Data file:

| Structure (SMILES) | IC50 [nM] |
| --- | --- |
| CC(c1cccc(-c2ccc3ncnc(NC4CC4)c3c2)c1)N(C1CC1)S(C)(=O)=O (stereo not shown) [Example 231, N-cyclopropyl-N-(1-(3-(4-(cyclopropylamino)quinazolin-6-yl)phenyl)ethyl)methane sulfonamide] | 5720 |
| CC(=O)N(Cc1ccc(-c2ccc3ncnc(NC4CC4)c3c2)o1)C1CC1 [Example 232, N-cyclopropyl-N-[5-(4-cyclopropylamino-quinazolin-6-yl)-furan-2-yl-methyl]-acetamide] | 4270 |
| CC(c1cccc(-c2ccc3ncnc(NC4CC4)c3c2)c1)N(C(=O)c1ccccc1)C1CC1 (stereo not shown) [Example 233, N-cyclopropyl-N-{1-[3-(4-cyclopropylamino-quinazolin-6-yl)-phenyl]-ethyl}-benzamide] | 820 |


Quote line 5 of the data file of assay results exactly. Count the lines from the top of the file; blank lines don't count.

| CC(c1cccc(-c2ccc3ncnc(NC4CC4)c3c2)c1)N(C(=O)c1ccccc1)C1CC1 (stereo not shown) [Example 233, N-cyclopropyl-N-{1-[3-(4-cyclopropylamino-quinazolin-6-yl)-phenyl]-ethyl}-benzamide] | 820 |